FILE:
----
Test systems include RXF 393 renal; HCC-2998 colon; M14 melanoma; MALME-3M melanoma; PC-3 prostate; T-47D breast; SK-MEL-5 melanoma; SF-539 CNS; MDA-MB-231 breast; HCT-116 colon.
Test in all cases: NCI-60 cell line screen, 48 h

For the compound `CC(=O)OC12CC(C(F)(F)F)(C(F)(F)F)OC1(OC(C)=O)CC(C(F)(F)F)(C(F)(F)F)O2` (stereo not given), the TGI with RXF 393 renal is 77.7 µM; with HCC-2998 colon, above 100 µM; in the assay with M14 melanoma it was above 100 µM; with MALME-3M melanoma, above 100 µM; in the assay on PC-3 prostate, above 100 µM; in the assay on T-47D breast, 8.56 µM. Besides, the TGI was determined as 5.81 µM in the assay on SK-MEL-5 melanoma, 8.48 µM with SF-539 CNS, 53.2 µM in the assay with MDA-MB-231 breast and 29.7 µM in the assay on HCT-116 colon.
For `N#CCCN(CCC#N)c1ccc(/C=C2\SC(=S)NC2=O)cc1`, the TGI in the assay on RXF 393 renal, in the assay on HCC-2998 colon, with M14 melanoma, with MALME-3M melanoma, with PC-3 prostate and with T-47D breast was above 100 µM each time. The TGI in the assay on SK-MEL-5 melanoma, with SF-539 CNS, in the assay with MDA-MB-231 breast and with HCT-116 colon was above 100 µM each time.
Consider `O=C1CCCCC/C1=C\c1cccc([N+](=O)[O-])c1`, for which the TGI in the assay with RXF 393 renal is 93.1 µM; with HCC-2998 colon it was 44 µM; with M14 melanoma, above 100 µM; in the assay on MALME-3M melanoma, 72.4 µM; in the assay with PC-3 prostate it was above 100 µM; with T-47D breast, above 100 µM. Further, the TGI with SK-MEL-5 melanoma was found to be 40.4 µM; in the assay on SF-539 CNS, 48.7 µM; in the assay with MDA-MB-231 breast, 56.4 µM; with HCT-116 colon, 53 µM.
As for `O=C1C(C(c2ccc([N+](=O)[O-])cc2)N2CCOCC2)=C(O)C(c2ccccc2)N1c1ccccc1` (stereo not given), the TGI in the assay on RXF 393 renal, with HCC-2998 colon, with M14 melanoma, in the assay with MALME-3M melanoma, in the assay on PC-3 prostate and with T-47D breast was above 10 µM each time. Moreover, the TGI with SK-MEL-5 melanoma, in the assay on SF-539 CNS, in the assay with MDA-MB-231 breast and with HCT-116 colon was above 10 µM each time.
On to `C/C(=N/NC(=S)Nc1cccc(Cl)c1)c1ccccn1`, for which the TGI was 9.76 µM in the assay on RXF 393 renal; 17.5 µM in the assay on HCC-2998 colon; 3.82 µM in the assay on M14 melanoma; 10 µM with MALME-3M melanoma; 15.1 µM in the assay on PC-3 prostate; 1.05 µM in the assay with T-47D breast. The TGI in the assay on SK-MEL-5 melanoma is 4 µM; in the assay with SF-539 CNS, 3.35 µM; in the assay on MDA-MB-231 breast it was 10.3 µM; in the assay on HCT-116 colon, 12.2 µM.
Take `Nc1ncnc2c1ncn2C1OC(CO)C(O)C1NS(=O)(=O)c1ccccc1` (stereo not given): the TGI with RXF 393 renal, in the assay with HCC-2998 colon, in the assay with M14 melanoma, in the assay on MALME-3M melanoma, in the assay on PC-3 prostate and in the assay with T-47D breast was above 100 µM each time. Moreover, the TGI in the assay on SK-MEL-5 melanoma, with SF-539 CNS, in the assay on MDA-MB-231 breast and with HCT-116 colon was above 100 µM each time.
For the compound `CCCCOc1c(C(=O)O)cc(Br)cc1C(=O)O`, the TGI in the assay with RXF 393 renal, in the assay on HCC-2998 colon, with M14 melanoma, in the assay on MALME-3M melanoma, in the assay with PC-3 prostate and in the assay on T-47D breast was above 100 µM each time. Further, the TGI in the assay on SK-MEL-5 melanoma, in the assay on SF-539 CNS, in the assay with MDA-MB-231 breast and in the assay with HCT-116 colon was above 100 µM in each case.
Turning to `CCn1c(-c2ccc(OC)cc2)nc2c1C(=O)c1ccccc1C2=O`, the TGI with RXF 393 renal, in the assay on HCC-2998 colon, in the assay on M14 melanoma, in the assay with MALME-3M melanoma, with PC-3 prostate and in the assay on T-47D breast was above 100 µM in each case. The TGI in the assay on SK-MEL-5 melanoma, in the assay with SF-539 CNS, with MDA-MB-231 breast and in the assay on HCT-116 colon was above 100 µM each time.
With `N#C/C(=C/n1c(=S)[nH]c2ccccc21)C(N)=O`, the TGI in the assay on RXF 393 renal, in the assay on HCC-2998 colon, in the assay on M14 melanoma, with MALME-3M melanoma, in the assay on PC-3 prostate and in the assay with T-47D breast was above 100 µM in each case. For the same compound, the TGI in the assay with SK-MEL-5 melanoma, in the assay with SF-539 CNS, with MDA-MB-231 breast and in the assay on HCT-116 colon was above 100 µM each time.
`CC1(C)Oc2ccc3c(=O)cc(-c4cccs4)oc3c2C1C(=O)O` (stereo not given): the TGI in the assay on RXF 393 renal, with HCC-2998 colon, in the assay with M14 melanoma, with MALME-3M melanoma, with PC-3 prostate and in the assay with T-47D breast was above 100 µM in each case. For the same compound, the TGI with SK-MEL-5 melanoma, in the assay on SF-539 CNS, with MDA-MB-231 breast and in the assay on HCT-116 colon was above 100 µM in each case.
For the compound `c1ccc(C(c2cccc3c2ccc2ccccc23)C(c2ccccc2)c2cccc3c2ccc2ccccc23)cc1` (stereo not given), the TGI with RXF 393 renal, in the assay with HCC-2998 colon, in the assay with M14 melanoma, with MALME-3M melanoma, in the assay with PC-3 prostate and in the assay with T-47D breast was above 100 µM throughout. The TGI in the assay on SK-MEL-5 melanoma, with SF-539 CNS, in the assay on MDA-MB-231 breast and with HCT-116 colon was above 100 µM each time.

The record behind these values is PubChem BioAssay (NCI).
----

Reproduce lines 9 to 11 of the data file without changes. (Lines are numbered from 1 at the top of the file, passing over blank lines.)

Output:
For the compound `CCCCOc1c(C(=O)O)cc(Br)cc1C(=O)O`, the TGI in the assay with RXF 393 renal, in the assay on HCC-2998 colon, with M14 melanoma, in the assay on MALME-3M melanoma, in the assay with PC-3 prostate and in the assay on T-47D breast was above 100 µM each time. Further, the TGI in the assay on SK-MEL-5 melanoma, in the assay on SF-539 CNS, in the assay with MDA-MB-231 breast and in the assay with HCT-116 colon was above 100 µM in each case.
Turning to `CCn1c(-c2ccc(OC)cc2)nc2c1C(=O)c1ccccc1C2=O`, the TGI with RXF 393 renal, in the assay on HCC-2998 colon, in the assay on M14 melanoma, in the assay with MALME-3M melanoma, with PC-3 prostate and in the assay on T-47D breast was above 100 µM in each case. The TGI in the assay on SK-MEL-5 melanoma, in the assay with SF-539 CNS, with MDA-MB-231 breast and in the assay on HCT-116 colon was above 100 µM each time.
With `N#C/C(=C/n1c(=S)[nH]c2ccccc21)C(N)=O`, the TGI in the assay on RXF 393 renal, in the assay on HCC-2998 colon, in the assay on M14 melanoma, with MALME-3M melanoma, in the assay on PC-3 prostate and in the assay with T-47D breast was above 100 µM in each case. For the same compound, the TGI in the assay with SK-MEL-5 melanoma, in the assay with SF-539 CNS, with MDA-MB-231 breast and in the assay on HCT-116 colon was above 100 µM each time.